Practical Proverbial, from Matthew, 26 January 2023. Today’s topic: Winnowing

“His winnowing fork is in his hand, and he will clear his threshing floor, gathering his wheat into the barn and burning up the chaff with unquenchable fire.” Matthew 3:11

John the Baptist uses another metaphor to tell the Pharisees and Sadducees to get their act together.

These days, farmers harvest wheat with giant threshing machines.   They drive into a field of ripe wheat and, when they leave, the field is harvested.   Machines cut down the plants, shake out the wheat kernels, crush up the remains, and discard the chaff onto the field.   There, it rots into the ground and is tilled under next season.  In fact, the invention of threshing machines (in the 1800s) revolutionized society.   Around the same time, equipment was invented to produce fine flour.  For the first time, bread and wheat products could be mass-produced because processing became easier.   In a proof that capitalism succeeds, larger amounts of food became more available (and cheaper) to more people, which increased populations, productivity, wages, and improved nutrition (and public health) while reducing waste and effort:  all because someone (Cyrus McCormick) invented a machine that made it easier to harvest wheat. 

That’s not how it was in John the Baptist’s time.   With the process being entirely manual, large amounts of grain couldn’t be grown.  Before threshing machines, wheat had to be harvested by hand.   Workers would use scythes to cut the wheat, which was gathered into sheaves, then brought into barns to dry.  After drying, the wheat had to be winnowed.  This was usually done on a threshing floor, which was a flat structure specifically built for processing grain.   People used large, pointed winnowing forks to separate the wheat.   They would also beat it, releasing the kernels, which were then shaken and filtered.   This released remaining middlings (wheat husks) and chaff, which were then gathered up and burned.  All of this, while necessary, was inefficient, expending great effort and waste just to harvest a limited amount of grain.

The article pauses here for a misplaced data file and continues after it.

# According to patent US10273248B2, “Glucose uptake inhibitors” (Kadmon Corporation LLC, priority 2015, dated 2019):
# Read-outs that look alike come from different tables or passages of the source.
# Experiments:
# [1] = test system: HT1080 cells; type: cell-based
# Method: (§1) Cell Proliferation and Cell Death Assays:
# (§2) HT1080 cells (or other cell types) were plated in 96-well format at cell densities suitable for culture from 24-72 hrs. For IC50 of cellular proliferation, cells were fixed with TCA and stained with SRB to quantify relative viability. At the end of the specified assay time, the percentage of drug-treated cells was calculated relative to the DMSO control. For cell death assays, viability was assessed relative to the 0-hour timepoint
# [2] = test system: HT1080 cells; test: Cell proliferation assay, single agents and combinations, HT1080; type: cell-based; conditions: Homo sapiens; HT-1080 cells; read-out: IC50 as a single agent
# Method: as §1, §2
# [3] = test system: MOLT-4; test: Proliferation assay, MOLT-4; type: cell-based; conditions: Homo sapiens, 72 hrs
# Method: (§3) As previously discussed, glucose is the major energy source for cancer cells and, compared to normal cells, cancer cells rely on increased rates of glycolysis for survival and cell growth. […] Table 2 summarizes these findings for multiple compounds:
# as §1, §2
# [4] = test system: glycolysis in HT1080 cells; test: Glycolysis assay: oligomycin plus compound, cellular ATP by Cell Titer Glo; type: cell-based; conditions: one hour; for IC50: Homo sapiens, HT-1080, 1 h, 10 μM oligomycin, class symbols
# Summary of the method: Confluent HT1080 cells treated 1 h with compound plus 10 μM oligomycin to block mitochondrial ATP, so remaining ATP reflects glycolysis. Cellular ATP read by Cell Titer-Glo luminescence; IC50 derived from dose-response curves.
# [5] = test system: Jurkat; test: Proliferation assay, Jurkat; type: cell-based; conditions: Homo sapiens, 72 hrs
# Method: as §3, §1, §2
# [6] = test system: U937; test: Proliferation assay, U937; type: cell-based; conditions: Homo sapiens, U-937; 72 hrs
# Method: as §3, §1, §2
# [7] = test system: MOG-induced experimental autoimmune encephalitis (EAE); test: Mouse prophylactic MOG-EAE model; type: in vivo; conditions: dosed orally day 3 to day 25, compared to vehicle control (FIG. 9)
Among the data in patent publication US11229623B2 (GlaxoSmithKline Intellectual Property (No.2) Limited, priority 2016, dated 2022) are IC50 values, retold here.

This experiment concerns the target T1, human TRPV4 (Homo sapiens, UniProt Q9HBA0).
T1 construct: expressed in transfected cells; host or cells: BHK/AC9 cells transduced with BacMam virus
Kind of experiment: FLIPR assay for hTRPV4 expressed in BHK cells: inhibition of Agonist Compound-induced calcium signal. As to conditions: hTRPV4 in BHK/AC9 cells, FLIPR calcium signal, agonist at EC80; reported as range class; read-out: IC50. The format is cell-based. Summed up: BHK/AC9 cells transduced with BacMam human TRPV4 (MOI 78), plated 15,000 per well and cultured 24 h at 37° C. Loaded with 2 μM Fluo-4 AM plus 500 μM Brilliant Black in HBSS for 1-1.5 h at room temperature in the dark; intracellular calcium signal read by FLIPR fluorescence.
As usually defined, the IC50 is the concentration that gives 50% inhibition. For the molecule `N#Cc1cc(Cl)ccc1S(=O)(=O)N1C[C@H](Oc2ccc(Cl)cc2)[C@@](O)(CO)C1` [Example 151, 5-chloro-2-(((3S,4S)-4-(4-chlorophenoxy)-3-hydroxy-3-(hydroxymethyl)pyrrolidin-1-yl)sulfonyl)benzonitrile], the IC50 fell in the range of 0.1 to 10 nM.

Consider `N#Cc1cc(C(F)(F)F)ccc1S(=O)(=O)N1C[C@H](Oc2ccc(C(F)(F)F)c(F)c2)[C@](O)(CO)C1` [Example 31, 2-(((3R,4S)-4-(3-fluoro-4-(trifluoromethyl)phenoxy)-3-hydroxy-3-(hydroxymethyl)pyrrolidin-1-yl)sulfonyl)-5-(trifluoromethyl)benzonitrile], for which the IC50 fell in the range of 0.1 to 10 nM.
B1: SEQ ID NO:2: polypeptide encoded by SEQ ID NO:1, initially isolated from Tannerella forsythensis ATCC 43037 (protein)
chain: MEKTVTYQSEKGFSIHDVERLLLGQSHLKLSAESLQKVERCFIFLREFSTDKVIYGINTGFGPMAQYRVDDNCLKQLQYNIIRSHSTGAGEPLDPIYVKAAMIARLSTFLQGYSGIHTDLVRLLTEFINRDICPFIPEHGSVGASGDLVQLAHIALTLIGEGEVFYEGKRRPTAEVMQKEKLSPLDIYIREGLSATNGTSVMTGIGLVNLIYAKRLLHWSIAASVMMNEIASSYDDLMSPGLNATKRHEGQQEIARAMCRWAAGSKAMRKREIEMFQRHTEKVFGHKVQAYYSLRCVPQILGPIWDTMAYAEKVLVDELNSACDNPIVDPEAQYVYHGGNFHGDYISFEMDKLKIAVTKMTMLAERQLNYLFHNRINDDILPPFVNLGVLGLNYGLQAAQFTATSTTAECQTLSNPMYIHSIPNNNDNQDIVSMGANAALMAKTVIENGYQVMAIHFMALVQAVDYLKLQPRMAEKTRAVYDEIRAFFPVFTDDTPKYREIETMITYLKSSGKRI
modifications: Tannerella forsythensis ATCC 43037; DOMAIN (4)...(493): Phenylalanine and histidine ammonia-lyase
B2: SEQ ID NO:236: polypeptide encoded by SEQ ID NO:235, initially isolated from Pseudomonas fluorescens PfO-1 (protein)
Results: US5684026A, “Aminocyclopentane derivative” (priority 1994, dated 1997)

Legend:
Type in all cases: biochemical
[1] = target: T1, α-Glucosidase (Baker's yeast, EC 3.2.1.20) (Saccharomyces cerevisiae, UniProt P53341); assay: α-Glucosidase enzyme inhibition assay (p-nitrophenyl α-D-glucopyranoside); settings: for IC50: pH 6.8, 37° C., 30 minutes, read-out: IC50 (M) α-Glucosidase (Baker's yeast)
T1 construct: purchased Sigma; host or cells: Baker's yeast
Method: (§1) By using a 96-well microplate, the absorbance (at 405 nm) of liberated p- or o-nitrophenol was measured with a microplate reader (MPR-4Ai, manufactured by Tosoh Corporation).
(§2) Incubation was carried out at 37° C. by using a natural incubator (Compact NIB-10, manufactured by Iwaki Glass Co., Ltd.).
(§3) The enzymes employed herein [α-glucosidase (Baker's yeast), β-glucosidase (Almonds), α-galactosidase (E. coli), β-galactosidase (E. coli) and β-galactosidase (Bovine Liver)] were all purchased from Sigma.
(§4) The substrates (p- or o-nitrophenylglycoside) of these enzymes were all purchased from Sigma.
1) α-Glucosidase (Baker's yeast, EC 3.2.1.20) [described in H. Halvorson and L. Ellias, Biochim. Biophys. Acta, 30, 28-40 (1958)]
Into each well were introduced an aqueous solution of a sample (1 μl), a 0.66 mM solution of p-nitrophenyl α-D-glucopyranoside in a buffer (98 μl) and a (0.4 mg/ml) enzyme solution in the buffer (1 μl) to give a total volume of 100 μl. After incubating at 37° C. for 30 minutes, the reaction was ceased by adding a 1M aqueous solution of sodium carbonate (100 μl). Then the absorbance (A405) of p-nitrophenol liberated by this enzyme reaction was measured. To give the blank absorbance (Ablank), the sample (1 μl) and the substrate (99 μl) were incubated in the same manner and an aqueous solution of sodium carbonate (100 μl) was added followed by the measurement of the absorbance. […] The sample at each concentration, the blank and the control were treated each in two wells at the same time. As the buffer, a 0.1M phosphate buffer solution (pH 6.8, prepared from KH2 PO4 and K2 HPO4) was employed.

Now, go beyond the metaphor.  Imagine people being a wheat crop, then imagine the end of time, when Jesus comes to judge the living and the dead.   Picture Him separating those who believed in Him from those who didn’t:  just like winnowing grain on the threshing floor.   Or being processed through a threshing machine.   It’s pretty intimidating, maybe even terrifying.  If you are the desired crop – the wheat-crop of believers – you’re kept and made into something new and wonderful.   If you’re the undesired leftovers – unbelievers – you’re destined for fire, thrown out to be burned.

What’s your option?   The same as the one John the Baptist implored to the Pharisees and Sadducees:   repent and believe.   Give your life and everything you are over to Jesus and follow Him.   Do it now, while we grow in the field.  When the harvest comes, who will you be?

For more reading:  Isaiah 4:4, Mark 1:4 & 8, Acts 2:3-4, Matthew 3:12

Lord, I believe in You alone!   I want to be in Your good crop.

Published by aspiringwriterdt

It's about's about the life He gives's about going day by's about you. It's not about me.

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